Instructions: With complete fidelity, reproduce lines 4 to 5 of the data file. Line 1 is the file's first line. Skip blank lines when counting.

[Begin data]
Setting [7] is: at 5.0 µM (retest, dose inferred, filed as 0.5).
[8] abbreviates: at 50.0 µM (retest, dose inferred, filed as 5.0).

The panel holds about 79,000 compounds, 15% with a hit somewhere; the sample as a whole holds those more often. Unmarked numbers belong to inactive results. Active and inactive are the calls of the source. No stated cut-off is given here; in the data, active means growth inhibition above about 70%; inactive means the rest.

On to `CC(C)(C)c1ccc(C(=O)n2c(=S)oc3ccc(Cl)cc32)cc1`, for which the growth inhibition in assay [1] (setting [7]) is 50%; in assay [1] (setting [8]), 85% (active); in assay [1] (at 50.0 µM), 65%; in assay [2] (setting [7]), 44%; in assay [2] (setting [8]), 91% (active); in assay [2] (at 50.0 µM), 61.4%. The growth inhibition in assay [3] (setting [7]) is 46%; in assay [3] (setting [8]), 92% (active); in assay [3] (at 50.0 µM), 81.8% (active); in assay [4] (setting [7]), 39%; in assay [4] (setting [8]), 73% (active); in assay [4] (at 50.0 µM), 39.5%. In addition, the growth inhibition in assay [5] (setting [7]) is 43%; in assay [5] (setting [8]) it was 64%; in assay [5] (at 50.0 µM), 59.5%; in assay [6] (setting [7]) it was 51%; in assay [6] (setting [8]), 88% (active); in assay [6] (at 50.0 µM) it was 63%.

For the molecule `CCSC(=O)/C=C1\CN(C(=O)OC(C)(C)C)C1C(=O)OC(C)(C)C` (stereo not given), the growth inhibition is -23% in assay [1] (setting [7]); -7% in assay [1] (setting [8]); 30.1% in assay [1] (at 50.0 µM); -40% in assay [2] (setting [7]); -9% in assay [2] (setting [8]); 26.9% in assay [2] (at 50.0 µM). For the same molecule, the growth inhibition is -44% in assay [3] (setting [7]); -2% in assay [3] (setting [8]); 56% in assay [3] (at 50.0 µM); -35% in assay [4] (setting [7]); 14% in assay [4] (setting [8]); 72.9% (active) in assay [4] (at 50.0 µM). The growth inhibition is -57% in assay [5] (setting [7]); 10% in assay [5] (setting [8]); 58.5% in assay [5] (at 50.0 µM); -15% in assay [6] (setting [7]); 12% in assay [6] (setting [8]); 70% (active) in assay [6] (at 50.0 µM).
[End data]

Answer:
On to `CC(C)(C)c1ccc(C(=O)n2c(=S)oc3ccc(Cl)cc32)cc1`, for which the growth inhibition in assay [1] (setting [7]) is 50%; in assay [1] (setting [8]), 85% (active); in assay [1] (at 50.0 µM), 65%; in assay [2] (setting [7]), 44%; in assay [2] (setting [8]), 91% (active); in assay [2] (at 50.0 µM), 61.4%. The growth inhibition in assay [3] (setting [7]) is 46%; in assay [3] (setting [8]), 92% (active); in assay [3] (at 50.0 µM), 81.8% (active); in assay [4] (setting [7]), 39%; in assay [4] (setting [8]), 73% (active); in assay [4] (at 50.0 µM), 39.5%. In addition, the growth inhibition in assay [5] (setting [7]) is 43%; in assay [5] (setting [8]) it was 64%; in assay [5] (at 50.0 µM), 59.5%; in assay [6] (setting [7]) it was 51%; in assay [6] (setting [8]), 88% (active); in assay [6] (at 50.0 µM) it was 63%.

For the molecule `CCSC(=O)/C=C1\CN(C(=O)OC(C)(C)C)C1C(=O)OC(C)(C)C` (stereo not given), the growth inhibition is -23% in assay [1] (setting [7]); -7% in assay [1] (setting [8]); 30.1% in assay [1] (at 50.0 µM); -40% in assay [2] (setting [7]); -9% in assay [2] (setting [8]); 26.9% in assay [2] (at 50.0 µM). For the same molecule, the growth inhibition is -44% in assay [3] (setting [7]); -2% in assay [3] (setting [8]); 56% in assay [3] (at 50.0 µM); -35% in assay [4] (setting [7]); 14% in assay [4] (setting [8]); 72.9% (active) in assay [4] (at 50.0 µM). The growth inhibition is -57% in assay [5] (setting [7]); 10% in assay [5] (setting [8]); 58.5% in assay [5] (at 50.0 µM); -15% in assay [6] (setting [7]); 12% in assay [6] (setting [8]); 70% (active) in assay [6] (at 50.0 µM).